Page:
Connect with us


The Fed’s Powell emphasizes the need for more evidence that inflation is declining before cutting rates




The Fed's Powell emphasizes the need for more evidence that inflation is declining before cutting rates

Jerome Powell, Chairman of the Federal Reserve Bank, speaks during the Stanford Business, Government and Society Forum at Stanford University on April 3, 2024 in Stanford, California.

Justin Sullivan | Getty Images

Federal Reserve Chairman Jerome Powell said Wednesday that it will take some time before policymakers can assess the current state of inflation, leaving the timing of possible rate cuts uncertain.

Speaking specifically about stronger-than-expected price pressures at the start of the year, the central bank leader said he and his fellow officials are in no rush to ease monetary policy.

“On the inflation front, it is too early to say whether the recent numbers are more than just an increase,” Powell said in a speech ahead of a question-and-answer session at Stanford University.

“We do not expect it will be appropriate to cut our policy rate until we have greater confidence that inflation is moving sustainably down towards 2 percent,” he added. “Given the strength of the economy and progress on inflation so far, we have time to let the incoming data guide our policy decisions.”

The comments come two weeks after the rate-setting Federal Open Market Committee voted again to keep short-term bond rates stable. In addition, the committee’s statement after the March 20 meeting included the “greater confidence” qualifier that was necessary before making cuts.

‘bumpy path’

Markets widely expect the FOMC to start easing policy this year, although they have had to recalibrate their outlook for the timing and size of cuts as inflation has remained stubbornly higher. Other economic variables, particularly in the labor market and consumer spending, have also held steady, giving the Fed time to assess the current state of play before taking action.

The Fed’s preferred inflation measure, the personal consumption expenditure price index, showed an annual rate of 2.5% for February, or 2.8% for the crucial core measure that excludes food and energy. Almost all other inflation gauges show figures of more than 3%.

“Recent data on both job growth and inflation have been higher than expected,” Powell said. “However, the recent data do not materially change the overall picture, which remains one of solid growth, a strong but rebalancing labor market and inflation on a sometimes bumpy path towards 2 percent.”

Other Fed officials who spoke this week made comments consistent with the Fed’s patient approach.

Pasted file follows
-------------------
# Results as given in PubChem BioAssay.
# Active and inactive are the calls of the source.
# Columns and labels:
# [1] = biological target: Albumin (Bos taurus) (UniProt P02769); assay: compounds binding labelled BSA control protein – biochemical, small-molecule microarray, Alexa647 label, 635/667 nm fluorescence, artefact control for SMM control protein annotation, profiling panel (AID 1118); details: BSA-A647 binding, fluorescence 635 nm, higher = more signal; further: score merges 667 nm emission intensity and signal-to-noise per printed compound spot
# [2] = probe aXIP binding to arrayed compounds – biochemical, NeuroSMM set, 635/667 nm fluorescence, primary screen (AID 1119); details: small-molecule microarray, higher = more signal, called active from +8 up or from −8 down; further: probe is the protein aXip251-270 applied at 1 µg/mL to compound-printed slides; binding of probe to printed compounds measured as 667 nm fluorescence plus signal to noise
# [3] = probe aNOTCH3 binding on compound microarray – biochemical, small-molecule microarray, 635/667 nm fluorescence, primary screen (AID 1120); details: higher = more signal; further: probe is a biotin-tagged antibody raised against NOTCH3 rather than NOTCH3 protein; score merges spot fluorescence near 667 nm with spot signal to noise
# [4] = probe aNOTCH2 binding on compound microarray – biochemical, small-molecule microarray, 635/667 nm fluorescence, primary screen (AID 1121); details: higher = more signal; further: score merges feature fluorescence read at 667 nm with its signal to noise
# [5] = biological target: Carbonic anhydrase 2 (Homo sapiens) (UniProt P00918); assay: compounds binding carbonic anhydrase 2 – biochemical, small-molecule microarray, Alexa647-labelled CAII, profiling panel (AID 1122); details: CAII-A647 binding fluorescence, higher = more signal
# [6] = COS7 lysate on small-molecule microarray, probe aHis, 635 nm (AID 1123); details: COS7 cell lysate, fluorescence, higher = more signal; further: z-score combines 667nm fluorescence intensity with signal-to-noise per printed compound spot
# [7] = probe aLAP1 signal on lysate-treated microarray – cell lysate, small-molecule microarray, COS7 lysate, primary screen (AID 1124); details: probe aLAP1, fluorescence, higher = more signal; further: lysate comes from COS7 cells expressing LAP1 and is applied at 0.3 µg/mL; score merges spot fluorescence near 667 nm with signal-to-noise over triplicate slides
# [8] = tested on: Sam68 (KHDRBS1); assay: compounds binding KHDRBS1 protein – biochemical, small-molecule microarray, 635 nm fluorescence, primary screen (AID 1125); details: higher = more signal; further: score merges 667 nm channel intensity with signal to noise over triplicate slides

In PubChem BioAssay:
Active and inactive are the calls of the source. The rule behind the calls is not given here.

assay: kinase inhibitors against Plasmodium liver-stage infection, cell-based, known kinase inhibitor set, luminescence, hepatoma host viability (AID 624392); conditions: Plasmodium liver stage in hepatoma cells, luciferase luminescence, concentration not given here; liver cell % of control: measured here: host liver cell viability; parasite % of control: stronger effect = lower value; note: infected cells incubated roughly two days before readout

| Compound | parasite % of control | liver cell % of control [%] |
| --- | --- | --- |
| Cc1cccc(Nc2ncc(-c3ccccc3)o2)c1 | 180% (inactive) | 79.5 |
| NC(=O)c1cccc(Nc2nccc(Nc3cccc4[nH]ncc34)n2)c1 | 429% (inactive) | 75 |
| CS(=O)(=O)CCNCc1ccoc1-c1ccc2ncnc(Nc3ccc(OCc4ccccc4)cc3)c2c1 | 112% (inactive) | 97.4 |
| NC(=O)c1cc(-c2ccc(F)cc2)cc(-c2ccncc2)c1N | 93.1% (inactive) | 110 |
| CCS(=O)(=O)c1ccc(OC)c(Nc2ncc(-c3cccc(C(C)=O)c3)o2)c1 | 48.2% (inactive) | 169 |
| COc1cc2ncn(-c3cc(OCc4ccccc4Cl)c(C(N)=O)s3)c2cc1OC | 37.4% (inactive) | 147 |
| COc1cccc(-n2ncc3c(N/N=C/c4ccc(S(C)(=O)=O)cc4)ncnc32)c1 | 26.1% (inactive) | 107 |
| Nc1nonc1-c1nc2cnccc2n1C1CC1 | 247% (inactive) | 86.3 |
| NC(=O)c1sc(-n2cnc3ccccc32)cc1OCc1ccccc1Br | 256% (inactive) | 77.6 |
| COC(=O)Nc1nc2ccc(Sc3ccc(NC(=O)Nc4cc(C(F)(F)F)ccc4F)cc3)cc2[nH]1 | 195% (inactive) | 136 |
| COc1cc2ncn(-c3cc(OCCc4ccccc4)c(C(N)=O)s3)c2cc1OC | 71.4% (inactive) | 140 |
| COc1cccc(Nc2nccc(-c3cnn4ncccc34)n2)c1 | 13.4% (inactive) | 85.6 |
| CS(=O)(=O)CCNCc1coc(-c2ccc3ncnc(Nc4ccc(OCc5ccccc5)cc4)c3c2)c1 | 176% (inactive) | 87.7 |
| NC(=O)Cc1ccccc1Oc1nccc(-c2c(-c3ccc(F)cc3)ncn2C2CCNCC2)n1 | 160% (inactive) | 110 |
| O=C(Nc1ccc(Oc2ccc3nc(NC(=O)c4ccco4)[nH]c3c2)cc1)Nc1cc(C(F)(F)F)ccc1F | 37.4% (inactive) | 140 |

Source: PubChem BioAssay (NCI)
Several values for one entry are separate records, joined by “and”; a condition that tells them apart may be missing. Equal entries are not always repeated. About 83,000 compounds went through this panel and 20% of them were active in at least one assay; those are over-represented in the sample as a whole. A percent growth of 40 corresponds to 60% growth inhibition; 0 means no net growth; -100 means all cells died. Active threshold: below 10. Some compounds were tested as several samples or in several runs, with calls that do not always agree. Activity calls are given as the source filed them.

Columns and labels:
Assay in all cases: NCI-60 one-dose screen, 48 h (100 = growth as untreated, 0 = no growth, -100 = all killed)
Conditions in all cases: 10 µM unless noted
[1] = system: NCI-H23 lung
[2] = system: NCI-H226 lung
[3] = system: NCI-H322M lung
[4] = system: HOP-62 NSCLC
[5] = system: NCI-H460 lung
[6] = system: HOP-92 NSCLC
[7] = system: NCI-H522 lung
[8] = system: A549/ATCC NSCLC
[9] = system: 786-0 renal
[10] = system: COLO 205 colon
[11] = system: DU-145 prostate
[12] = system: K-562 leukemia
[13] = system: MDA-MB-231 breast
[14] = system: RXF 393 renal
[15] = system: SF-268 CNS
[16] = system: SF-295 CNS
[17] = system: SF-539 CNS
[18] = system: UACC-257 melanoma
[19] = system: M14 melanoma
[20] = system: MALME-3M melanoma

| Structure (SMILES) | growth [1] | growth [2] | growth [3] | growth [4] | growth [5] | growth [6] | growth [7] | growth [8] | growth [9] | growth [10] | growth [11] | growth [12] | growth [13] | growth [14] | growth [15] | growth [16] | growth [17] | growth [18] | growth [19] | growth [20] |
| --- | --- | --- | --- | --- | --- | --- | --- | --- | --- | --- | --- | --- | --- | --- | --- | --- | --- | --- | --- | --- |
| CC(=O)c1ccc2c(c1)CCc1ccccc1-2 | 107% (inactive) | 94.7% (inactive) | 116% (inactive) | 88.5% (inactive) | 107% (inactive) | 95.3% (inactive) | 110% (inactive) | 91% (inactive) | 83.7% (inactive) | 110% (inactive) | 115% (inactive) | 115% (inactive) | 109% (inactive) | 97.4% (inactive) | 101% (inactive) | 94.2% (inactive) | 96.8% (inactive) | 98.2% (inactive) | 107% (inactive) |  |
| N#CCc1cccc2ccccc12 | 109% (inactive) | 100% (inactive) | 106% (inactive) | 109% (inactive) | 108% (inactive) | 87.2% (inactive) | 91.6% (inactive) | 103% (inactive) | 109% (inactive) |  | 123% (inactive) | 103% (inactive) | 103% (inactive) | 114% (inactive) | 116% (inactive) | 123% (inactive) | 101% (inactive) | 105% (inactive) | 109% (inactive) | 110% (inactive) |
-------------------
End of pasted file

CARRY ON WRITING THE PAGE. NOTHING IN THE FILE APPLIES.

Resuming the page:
Atlanta Fed President Raphael Bostic told CNBC on Wednesday that he thinks only one cut is in the offing as prices have moved higher on some key items. San Francisco Fed President Mary Daly said three cuts are a “reasonable baseline” but noted there are no guarantees, while Cleveland’s Loretta Mester also said cuts would likely happen later this year, adding he added adds that long-term interest rates may be higher than expected. All three are FOMC voters.

Powell reiterated that decisions are made “one meeting at a time,” noting only that cuts will “probably be appropriate sometime this year.”

Uncertainty over interest rates has caused some consternation in markets, with stocks falling sharply earlier this week as government bond yields rose. The market stabilized Wednesday, but traders in the Fed Funds futures market again revalued their interest rate expectations, raising some doubts about a June cut as the market-implied probability rose to about 54% at one point, according to data from the CME Group.

Elections looming

In addition to his comments on interest rates, Powell spent some time discussing the Fed’s independence.

With the presidential election campaign in full swing, Powell noted the importance of avoiding political issues.

“Our analysis is free from personal or political bias, in the service of the public,” he said. “We’re not always going to get it right – no one does. But our decisions will always reflect our careful assessment of what is best for our economy in the medium and longer term – and nothing else.”

He also talked about “mission creep,” specifically as it relates to the Fed’s demand to become involved in climate change issues and the preparations financial institutions are making for related events.

“We are not climate policymakers, nor do we want to be,” he said.

Correction: Powell’s comments come two weeks after the Federal Open Market Committee voted again to keep rates steady. An earlier version gave the timing incorrectly. Raphael Bostic is president of the Atlanta Fed. An earlier version incorrectly identified the city.

Don’t miss these exclusive offers from CNBC PRO